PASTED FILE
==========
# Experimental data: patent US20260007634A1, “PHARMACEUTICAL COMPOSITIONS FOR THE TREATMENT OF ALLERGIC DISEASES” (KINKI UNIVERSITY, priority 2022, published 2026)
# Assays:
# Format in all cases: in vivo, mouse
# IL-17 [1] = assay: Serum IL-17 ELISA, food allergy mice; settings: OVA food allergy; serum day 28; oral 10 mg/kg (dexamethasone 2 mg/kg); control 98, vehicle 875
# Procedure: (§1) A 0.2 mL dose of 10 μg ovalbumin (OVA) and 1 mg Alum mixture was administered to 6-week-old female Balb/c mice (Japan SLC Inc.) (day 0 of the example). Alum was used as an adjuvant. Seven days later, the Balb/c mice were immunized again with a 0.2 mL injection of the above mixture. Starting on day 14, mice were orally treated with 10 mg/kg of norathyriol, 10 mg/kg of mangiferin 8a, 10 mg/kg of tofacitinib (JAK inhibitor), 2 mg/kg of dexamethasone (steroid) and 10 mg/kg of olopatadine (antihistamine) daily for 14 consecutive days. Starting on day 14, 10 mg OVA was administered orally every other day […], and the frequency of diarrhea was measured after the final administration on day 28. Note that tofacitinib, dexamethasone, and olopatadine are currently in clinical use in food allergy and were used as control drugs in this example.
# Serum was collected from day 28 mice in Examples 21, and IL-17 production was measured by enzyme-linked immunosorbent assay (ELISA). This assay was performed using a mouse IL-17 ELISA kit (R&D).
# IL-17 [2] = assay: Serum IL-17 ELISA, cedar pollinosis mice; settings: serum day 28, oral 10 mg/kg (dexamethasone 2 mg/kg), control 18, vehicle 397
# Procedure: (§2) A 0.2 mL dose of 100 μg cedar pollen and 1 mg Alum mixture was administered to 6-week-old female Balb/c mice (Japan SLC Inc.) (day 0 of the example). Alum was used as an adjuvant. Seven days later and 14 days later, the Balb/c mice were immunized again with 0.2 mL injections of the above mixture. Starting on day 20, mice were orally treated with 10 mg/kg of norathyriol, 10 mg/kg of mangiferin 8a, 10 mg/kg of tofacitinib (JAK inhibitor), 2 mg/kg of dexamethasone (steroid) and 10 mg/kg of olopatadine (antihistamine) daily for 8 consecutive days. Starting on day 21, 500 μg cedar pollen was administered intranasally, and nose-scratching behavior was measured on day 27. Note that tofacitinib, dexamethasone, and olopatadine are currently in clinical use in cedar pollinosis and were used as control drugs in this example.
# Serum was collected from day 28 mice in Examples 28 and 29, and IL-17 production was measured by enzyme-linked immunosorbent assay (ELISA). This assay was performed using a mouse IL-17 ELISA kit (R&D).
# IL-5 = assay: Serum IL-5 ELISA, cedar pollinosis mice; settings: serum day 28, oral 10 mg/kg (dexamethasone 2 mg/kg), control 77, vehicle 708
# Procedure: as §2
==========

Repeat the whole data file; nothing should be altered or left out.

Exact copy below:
# Experimental data: patent US20260007634A1, “PHARMACEUTICAL COMPOSITIONS FOR THE TREATMENT OF ALLERGIC DISEASES” (KINKI UNIVERSITY, priority 2022, published 2026)
# Assays:
# Format in all cases: in vivo, mouse
# IL-17 [1] = assay: Serum IL-17 ELISA, food allergy mice; settings: OVA food allergy; serum day 28; oral 10 mg/kg (dexamethasone 2 mg/kg); control 98, vehicle 875
# Procedure: (§1) A 0.2 mL dose of 10 μg ovalbumin (OVA) and 1 mg Alum mixture was administered to 6-week-old female Balb/c mice (Japan SLC Inc.) (day 0 of the example). Alum was used as an adjuvant. Seven days later, the Balb/c mice were immunized again with a 0.2 mL injection of the above mixture. Starting on day 14, mice were orally treated with 10 mg/kg of norathyriol, 10 mg/kg of mangiferin 8a, 10 mg/kg of tofacitinib (JAK inhibitor), 2 mg/kg of dexamethasone (steroid) and 10 mg/kg of olopatadine (antihistamine) daily for 14 consecutive days. Starting on day 14, 10 mg OVA was administered orally every other day […], and the frequency of diarrhea was measured after the final administration on day 28. Note that tofacitinib, dexamethasone, and olopatadine are currently in clinical use in food allergy and were used as control drugs in this example.
# Serum was collected from day 28 mice in Examples 21, and IL-17 production was measured by enzyme-linked immunosorbent assay (ELISA). This assay was performed using a mouse IL-17 ELISA kit (R&D).
# IL-17 [2] = assay: Serum IL-17 ELISA, cedar pollinosis mice; settings: serum day 28, oral 10 mg/kg (dexamethasone 2 mg/kg), control 18, vehicle 397
# Procedure: (§2) A 0.2 mL dose of 100 μg cedar pollen and 1 mg Alum mixture was administered to 6-week-old female Balb/c mice (Japan SLC Inc.) (day 0 of the example). Alum was used as an adjuvant. Seven days later and 14 days later, the Balb/c mice were immunized again with 0.2 mL injections of the above mixture. Starting on day 20, mice were orally treated with 10 mg/kg of norathyriol, 10 mg/kg of mangiferin 8a, 10 mg/kg of tofacitinib (JAK inhibitor), 2 mg/kg of dexamethasone (steroid) and 10 mg/kg of olopatadine (antihistamine) daily for 8 consecutive days. Starting on day 21, 500 μg cedar pollen was administered intranasally, and nose-scratching behavior was measured on day 27. Note that tofacitinib, dexamethasone, and olopatadine are currently in clinical use in cedar pollinosis and were used as control drugs in this example.
# Serum was collected from day 28 mice in Examples 28 and 29, and IL-17 production was measured by enzyme-linked immunosorbent assay (ELISA). This assay was performed using a mouse IL-17 ELISA kit (R&D).
# IL-5 = assay: Serum IL-5 ELISA, cedar pollinosis mice; settings: serum day 28, oral 10 mg/kg (dexamethasone 2 mg/kg), control 77, vehicle 708
# Procedure: as §2